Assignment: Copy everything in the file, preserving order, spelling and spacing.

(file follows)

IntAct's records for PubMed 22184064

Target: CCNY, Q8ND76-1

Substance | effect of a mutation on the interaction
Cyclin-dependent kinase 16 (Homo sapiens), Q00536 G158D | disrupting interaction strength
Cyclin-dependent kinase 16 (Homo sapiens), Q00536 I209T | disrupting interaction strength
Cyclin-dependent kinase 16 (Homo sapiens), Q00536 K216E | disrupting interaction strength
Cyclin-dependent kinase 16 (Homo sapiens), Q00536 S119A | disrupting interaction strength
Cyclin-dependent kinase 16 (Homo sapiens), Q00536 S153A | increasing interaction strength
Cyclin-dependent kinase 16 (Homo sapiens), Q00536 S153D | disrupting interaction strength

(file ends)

IntAct's records for PubMed 22184064

Target: CCNY, Q8ND76-1

Substance | effect of a mutation on the interaction
Cyclin-dependent kinase 16 (Homo sapiens), Q00536 G158D | disrupting interaction strength
Cyclin-dependent kinase 16 (Homo sapiens), Q00536 I209T | disrupting interaction strength
Cyclin-dependent kinase 16 (Homo sapiens), Q00536 K216E | disrupting interaction strength
Cyclin-dependent kinase 16 (Homo sapiens), Q00536 S119A | disrupting interaction strength
Cyclin-dependent kinase 16 (Homo sapiens), Q00536 S153A | increasing interaction strength
Cyclin-dependent kinase 16 (Homo sapiens), Q00536 S153D | disrupting interaction strength